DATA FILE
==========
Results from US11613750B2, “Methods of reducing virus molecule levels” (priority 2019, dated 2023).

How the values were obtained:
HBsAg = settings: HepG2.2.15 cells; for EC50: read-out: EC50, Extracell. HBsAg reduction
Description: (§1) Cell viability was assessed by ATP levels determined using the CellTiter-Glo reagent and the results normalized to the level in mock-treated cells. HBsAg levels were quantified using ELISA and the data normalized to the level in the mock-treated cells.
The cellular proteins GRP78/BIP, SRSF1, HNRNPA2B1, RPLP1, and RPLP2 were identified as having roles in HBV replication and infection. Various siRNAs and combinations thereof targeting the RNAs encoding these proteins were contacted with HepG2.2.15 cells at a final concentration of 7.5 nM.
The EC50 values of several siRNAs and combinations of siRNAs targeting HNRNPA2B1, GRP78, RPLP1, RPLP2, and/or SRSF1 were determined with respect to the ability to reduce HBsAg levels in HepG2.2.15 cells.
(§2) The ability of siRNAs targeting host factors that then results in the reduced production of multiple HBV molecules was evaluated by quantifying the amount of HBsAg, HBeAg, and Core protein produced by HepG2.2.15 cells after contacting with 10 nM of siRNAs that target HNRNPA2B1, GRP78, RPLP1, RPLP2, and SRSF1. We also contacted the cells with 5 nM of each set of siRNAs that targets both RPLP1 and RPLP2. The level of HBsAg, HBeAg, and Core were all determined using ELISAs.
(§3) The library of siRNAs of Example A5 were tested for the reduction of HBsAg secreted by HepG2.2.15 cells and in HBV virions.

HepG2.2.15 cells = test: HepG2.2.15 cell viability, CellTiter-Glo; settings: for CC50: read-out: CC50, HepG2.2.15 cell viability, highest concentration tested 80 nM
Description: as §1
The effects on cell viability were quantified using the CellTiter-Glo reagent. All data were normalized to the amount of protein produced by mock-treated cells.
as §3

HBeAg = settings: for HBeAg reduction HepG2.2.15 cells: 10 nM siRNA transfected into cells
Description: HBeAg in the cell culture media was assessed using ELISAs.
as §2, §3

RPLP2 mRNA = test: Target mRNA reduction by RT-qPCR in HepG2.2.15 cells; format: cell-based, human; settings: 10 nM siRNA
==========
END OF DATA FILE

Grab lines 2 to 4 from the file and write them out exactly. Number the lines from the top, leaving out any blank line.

How the values were obtained:
HBsAg = settings: HepG2.2.15 cells; for EC50: read-out: EC50, Extracell. HBsAg reduction
Description: (§1) Cell viability was assessed by ATP levels determined using the CellTiter-Glo reagent and the results normalized to the level in mock-treated cells. HBsAg levels were quantified using ELISA and the data normalized to the level in the mock-treated cells.